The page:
The threats posed by chemical and biological weapons are on the rise, presenting the Departments of Defense and Homeland Security with the challenge of developing highly effective countermeasures against increasingly sophisticated enemies.
In its annual report to Congress on the military’s chemical and biological defense programs, the Pentagon concluded:
“Rapid advancements in technology are making it easier for an adversary, whether state or non‐state, to develop chemical and biological (CB) weapons. The DoD faces CB threats that are complex, diverse, and pose enduring risks to our Joint Force and the Homeland.”
The ability to protect American troops and civilians from the breadth of chemical and biological threats rests on U.S. scientific and engineering ingenuity to develop robust and reliable deterrents, detectors, protection and medical countermeasures.
The Key to Meeting a Rapidly Growing ThreatThe development of these systems in turn depends on rigorous and relevant live-agent testing to mitigate technological risk.
Live-agent testing is the ultimate standard for validating performance of detection systems and personal protective equipment and materials to counter chemical and biological threats. It involves controlled-environment exposure of developmental gear or equipment to actual biological threats like anthrax or ricin, chemical threats like sarin and distilled sulfur mustard, as well as other advanced threats.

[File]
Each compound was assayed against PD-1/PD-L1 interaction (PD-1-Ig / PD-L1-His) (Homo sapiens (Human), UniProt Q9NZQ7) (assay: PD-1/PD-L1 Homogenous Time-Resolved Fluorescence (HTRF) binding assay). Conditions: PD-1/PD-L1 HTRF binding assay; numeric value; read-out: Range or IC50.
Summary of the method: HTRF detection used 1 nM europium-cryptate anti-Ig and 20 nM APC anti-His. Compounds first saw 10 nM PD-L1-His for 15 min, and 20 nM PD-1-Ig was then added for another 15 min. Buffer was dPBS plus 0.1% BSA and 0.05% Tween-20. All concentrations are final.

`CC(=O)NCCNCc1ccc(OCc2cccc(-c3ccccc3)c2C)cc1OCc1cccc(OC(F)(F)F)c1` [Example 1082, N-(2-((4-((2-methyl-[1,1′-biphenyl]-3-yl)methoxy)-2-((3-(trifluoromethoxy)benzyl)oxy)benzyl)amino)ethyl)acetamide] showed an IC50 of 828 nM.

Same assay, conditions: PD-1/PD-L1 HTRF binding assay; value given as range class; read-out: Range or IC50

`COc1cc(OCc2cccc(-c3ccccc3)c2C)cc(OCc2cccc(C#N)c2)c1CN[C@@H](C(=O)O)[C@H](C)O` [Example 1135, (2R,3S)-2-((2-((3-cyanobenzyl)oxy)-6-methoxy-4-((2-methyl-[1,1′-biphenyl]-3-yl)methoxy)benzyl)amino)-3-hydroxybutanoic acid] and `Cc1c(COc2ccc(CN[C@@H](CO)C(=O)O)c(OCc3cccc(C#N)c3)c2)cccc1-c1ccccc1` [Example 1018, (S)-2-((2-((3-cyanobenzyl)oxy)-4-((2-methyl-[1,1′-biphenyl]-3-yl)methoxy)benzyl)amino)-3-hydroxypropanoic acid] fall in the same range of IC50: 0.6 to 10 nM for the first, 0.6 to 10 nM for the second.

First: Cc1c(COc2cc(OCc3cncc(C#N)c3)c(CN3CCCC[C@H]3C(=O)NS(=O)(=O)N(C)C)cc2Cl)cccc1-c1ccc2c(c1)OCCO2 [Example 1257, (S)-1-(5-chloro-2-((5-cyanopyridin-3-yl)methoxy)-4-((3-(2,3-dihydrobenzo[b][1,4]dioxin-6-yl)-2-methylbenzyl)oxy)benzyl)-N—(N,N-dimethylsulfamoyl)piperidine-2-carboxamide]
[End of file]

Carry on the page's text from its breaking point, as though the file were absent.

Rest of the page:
Why Live-Agent Testing Must Be Introduced Early in the ProcessProduct developers historically have conducted live-agent testing near the end of the development process. But adding live-agent testing early into the product development cycle can better prepare manufacturers to meet government requirements while creating competitive advantages.
Those advantages are particularly pronounced with Department of Defense CBRNE annual budgets under intense pressure – for 2017 they are expected to decline by about $200 million from approximately $1.4 billion in 2015. Military services have fewer resources for exploring untested or less mature solutions. In short, developers must ensure that their systems are capable – with as much risk reduced as possible -- in order to win government CBRNE funds.
One other key advantage: Live-agent testing added early into the product development cycle can better prepare manufacturers to meet government requirements. For example, early efficacy testing of fabrics and systems can ultimately save manufacturers time and money. They’ll know in advance whether their technology is able to meet DoD requirements or gain sufficient data to make improvements and investment decisions.
The Adoption of Early Live-Agent TestingThe Defense Threat Reduction Agency has adopted this approach, recommending live-agent testing in early program phases to academic and commercial institutions that are developing CB defense technologies.
Kenneth Myers, director of the Pentagon’s Defense Threat Reduction Agency, laid out the ever-increasing threat posed by weapons of mass destruction that can be manufactured in an easily concealed location.
“We are not talking about huge factories or facilities in most of these cases,” Myers said. “Sometimes it is a small laboratory that could fit inside a bathroom. Given this reality, no region of the world is impervious to potential WMD threats.”
As long as that threat hovers over U.S. population centers and American forces overseas, the need for live-agent testing will remain a top priority. And so will the need for manufacturers to test their systems early in the development process against real threats.